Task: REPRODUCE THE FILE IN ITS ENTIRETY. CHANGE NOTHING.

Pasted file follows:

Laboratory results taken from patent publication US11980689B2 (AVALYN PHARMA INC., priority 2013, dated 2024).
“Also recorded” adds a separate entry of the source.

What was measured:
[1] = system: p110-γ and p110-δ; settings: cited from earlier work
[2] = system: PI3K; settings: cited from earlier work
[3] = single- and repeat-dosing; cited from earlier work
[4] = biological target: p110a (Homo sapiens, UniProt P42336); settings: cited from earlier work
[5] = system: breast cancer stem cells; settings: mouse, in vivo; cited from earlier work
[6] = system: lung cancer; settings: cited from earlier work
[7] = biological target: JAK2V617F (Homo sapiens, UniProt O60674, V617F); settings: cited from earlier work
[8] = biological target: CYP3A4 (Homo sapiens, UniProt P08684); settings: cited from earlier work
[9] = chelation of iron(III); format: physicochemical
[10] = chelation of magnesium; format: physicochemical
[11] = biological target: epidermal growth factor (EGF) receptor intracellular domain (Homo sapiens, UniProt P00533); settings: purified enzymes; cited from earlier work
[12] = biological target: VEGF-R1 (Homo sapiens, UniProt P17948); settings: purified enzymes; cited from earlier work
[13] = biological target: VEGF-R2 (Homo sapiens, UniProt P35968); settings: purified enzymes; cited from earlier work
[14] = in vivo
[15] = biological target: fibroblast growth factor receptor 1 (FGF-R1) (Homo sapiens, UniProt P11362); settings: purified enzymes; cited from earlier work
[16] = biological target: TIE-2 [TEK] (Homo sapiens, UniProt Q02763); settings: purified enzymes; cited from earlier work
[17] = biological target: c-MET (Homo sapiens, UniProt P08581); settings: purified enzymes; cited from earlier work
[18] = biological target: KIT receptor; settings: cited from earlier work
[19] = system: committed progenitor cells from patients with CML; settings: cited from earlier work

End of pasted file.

Laboratory results taken from patent publication US11980689B2 (AVALYN PHARMA INC., priority 2013, dated 2024).
“Also recorded” adds a separate entry of the source.

What was measured:
[1] = system: p110-γ and p110-δ; settings: cited from earlier work
[2] = system: PI3K; settings: cited from earlier work
[3] = single- and repeat-dosing; cited from earlier work
[4] = biological target: p110a (Homo sapiens, UniProt P42336); settings: cited from earlier work
[5] = system: breast cancer stem cells; settings: mouse, in vivo; cited from earlier work
[6] = system: lung cancer; settings: cited from earlier work
[7] = biological target: JAK2V617F (Homo sapiens, UniProt O60674, V617F); settings: cited from earlier work
[8] = biological target: CYP3A4 (Homo sapiens, UniProt P08684); settings: cited from earlier work
[9] = chelation of iron(III); format: physicochemical
[10] = chelation of magnesium; format: physicochemical
[11] = biological target: epidermal growth factor (EGF) receptor intracellular domain (Homo sapiens, UniProt P00533); settings: purified enzymes; cited from earlier work
[12] = biological target: VEGF-R1 (Homo sapiens, UniProt P17948); settings: purified enzymes; cited from earlier work
[13] = biological target: VEGF-R2 (Homo sapiens, UniProt P35968); settings: purified enzymes; cited from earlier work
[14] = in vivo
[15] = biological target: fibroblast growth factor receptor 1 (FGF-R1) (Homo sapiens, UniProt P11362); settings: purified enzymes; cited from earlier work
[16] = biological target: TIE-2 [TEK] (Homo sapiens, UniProt Q02763); settings: purified enzymes; cited from earlier work
[17] = biological target: c-MET (Homo sapiens, UniProt P08581); settings: purified enzymes; cited from earlier work
[18] = biological target: KIT receptor; settings: cited from earlier work
[19] = system: committed progenitor cells from patients with CML; settings: cited from earlier work